IN A NUTSHELL
+ Beautiful design
+ Set-and-forget presets are useful, if overkill
+ Works exceptionally well
– Lid is semi-difficult to remove
Argondizza uses Vitamix blenders in her professional and home kitchens — and that’s the brand you’ll find in almost all restaurant kitchens. Breville launched the Boss as a direct competitor to household blenders made by Vitamix and the other high big name in macho blenders, BlendTec (of “Will It Blend” fame). The Vitamix 5200 sells for $474. BlendTec’s Designer Series is $450. Whereas those two brands also make blenders that cost in excess of $1,000 (especially the Vitamix commercial products), the Boss is Breville’s top-of-the-line blender. The differences between the three have been discussed smartly and in detail elsewhere, but the key point of differentiation — the one that lets you know Breville is gunning for savvy homemakers — is that the Boss has a battery of presets. There are one-touch buttons for pulsing ice, blending smoothies, making green smoothies, whipping frozen desserts and a six-minute cycle for blending and heating soup. There’s also a manual knob that simulates the fully analog knob you’ll find on a Vitamix. The Breville knob adjusts to 12 speeds, and it still offers a large degree of control.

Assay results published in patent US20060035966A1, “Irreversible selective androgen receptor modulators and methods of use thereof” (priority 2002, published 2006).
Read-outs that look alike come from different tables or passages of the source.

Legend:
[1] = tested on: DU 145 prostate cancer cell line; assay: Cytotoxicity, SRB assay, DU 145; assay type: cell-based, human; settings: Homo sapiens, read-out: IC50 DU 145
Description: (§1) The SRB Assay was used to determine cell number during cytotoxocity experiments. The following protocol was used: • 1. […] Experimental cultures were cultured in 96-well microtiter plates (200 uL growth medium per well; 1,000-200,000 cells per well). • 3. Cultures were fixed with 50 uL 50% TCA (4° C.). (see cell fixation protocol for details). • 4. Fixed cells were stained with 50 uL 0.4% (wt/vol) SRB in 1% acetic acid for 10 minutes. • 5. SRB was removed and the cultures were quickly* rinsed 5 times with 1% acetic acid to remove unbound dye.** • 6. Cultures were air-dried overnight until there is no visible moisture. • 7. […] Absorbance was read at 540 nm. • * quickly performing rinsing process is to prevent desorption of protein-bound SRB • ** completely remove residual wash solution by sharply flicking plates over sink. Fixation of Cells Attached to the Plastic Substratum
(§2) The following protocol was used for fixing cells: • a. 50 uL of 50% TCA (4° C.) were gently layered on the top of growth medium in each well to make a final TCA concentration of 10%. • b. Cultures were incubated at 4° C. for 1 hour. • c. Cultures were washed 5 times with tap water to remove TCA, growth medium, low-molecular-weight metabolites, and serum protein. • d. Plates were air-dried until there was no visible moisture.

My girlfriend made that first drink on the “green smoothie” preset, and I was a bit skeptical when it came out. It was so loud and it blended for what seemed like forever (30 seconds). With my Hamilton Beach stick blender I am accustomed to blending for a few seconds and then quitting once it jams up with frozen fruit (or sinewy greens). This loudmouth seemed better. The final product — a combination of frozen blueberries, almond milk, yogurt, banana and kale — was unlike anything I’d blended at home before. The ingredients that went in were no longer individual entities. The drink was something entirely new, with a velvety texture and the perfect amount of aeration to make it feel light. Chef Argondizza said (referring to blenders generally, not Breville) that she thinks presets are mostly a marketing gimmick. I don’t disagree, entirely. As I’ve started using the Boss for soups and nut butters, I rely less on the presets and more on look and feel. But the presets did introduce me to a new way of blending, one endowed with the knowledge of professional cooking and backed by serious machinery. Using a professional quality blender, you’re not just mixing stuff around: you’re using power to make something new.
Sometimes too much power is a problem. Jeremy Clarkson himself once said that the Ferrari F12 would be better if it had a bit less power. A cocktail that’s too strong can end your night early. And the widely quoted Lord Acton wrote in a letter to a fellow English historian, Mandell Creighton, that “Power tends to corrupt and absolute power corrupts absolutely.” Great men, he thought “are almost always bad men.” Well, let me tell you this: if power corrupts, then the Boss has turned me into a very bad man, indeed.